Virginia decided to go to my checkup with me one morning, and managed to trip and fall down the stair in the garage. The stair. Not “the stairs”, like normal people. Now, we had me and the limping partner.
So, when we got to the doctor, we just said, “Yes, it’s my appointment, but she needs it worse.”
That’s how you avoid the emergency room or doc-in-the-box. Only hurt yourself on the way to someone else’s appointment.
Virginia had a huge cast on her leg after her Achilles surgery. It was to keep everything in place for the early stages of healing, before moving on to the boot.
There’s really only one rule with a cast: Don’t stick anything in it. I’ve never actually worn a cast (just a bandage when I had knee surgery – update 2020: now I have), because I’m not a SuperKlutz, but I’ve heard they can be itchy.
Here’s the one rule again. Don’t stick anything in it.
Some people ignore this and scratch the itch. This can crumple the bandages under the cast which is bad, apparently.
Virginia would be some people.
I found her happily sticking a pencil in her cast to scratch away.
Really. There was just one rule.
So, we went back to the doctor and his PA took the whole thing off and redid it. He gave me the stink eye the whole time. Hey, buddy, you try to make her follow rules.
Virginia was happy because she got a new color cast. She didn’t like the first color she chose.
Shoulder surgery is a big deal. You’re in a brace, you can’t use it for weeks, it needs physical therapy when the healing is done.
There’s really only three words at the beginning of recovery: Don’t Use It.
So, this is partially my fault, because I picked an inconvenient time to have a Vertigo attack that a couple of doctors thought might be a stroke. When they let me out of the hospital after keeping me overnight, the therapist mentioned to Virginia that she should not be driving in a brace as it’s a liability issue.
So, she took the brace off.
I needed some medication, so she decided to go pick it up. Since she was out, she decided to pick up a few things at the store.
This with her recently repaired arm out of the sling.
Her physical therapist was amazed by the change in motion when I took her for therapy. No, not amazed. Horrified.
The doctor said she hadn’t actually reinjured it, but to knock it off.
So, our power went out, because it’s Dallas, and we lost all of the food in our deep freeze. Lots of slowly defrosting foods.
Virginia decided to let everything refreeze and toss it closer to trash pickup day, which made sense, because it’s hot in Texas and we have rats, raccoons and Lord knows what else around the neighborhood.
The day before trash pickup, she started loading up the trash bags. I told her to wait until I got home from work, and I would do it. Being a normal person, I was going to roll the trash can up to the freezer and load it up.
She couldn’t wait.
So, she ruptured her bicep tendon and a bunch of other stuff in her shoulder.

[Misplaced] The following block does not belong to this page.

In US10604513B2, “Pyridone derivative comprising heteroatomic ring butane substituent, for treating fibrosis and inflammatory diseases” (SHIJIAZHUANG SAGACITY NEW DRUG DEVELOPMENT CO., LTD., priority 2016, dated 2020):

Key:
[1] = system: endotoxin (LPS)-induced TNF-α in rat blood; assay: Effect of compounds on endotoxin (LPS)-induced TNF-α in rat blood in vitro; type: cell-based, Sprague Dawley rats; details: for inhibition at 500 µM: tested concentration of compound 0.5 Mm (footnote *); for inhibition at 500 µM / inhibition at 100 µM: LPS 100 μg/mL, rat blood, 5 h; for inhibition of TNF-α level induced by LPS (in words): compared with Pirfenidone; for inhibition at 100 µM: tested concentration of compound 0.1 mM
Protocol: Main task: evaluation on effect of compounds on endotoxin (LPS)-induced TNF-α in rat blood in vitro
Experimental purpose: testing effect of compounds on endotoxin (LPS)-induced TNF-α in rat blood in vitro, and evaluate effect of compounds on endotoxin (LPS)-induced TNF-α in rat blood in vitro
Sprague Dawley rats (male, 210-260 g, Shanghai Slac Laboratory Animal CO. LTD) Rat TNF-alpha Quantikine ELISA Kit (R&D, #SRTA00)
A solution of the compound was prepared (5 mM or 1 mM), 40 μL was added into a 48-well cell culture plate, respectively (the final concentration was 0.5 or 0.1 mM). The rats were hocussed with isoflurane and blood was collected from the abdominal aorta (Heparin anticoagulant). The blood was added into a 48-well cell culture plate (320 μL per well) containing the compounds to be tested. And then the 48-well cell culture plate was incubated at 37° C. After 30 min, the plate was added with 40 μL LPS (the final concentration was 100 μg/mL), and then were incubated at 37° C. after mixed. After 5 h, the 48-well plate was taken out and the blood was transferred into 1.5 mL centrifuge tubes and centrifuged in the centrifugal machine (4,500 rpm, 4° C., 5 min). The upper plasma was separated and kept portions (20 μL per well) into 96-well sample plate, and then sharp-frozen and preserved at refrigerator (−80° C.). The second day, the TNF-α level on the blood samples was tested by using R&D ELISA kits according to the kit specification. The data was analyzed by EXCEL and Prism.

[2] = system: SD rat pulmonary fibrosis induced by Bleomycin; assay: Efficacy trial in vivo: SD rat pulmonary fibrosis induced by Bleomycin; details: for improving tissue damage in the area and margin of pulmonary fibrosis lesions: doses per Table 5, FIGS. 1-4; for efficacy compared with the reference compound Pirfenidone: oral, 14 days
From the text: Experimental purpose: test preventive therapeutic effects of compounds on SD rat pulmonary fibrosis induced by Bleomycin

Later, she finally had surgery to repair it, and managed to strain her other shoulder during the healing period.
Then, she strained her back trying to survive with two partial arms.
Virginia was walking one of the dogs one night when she heard a buzzing and then was stung by a wasp. (Well, our pest control guy saw a selfie of the wound and thought it was a paper wasp. Hmm. How many guys have their clients sending them closeups of bug bites on their chests?)
Then, she got stung again. Wasps are not nocturnal so I’m really wondering what she’s doing to piss them off.
So, then she walks the dog in the middle of the night for a third time, and heard the buzzing again, so she jumped aside. This was the same jump she used to not step on Ripley, just different ankle. Another strained tendon, another boot.
The suspect was probably a June bug. They don’t bite.
Ripley, one of our dogs, had back problems. He could have been partially paralyzed, so serious back problems. After his vet had put the kids through college repairing Ripley!s back, she told us about a permanent fix. So, after two operations, there was an operation that would have prevented the two operations.
Of course, the surgery was available in Oklahoma, at the OSU veterinary school.
So, Virginia and I packed Ripley up, and drove to Stillwater. Lovely Stillwater.
The night before Ripley went under the knife, we had to take him for a pre-surgery check. Virginia was walking him on a leash, and he stopped short. Now, normal people wouldn’t be walking right next to a dog. Normal people would probably trip over the dog and cuss. Virginia didn’t want to hurt Ripley’s back, so she jumped aside, and ruptured her Achilles.
I tried to get the vet to put her down but he wouldn’t listen.
Ripley survived surgery. Virginia had surgery years later.
She still can’t jump.
So, my mom-in-law refused to fly, so if she came down from New Jersey to visit, it meant we had gone up to get her.
We would split the driving, usually.
Of course, one trip, someone decided to load some extra stuff in the car. As she wandered out of the house with a blanket and some pillows, she missed the edge of the step. (“Down goes Frazier!”)
Now, it’s officially a “road trip”.
Off to the ER we go. It’s just a sprain. Whew. She didn’t have to do too much paperwork because they found her in their records. Sad.
I did all the driving, while someone sat in the back with her feet up.
We went to San Francisco a few years back – I had a conference, she wanted to see the City by the Bay.
In the middle of the night, she went to the bathroom and managed to kick the chair that I had left three millimeters out from the desk.
When we got home, we went to have it checked, since she was convinced something was broken.
While they were doing the X-ray, she asked if they could do the other foot, since she had injured it before we left for the West Coast.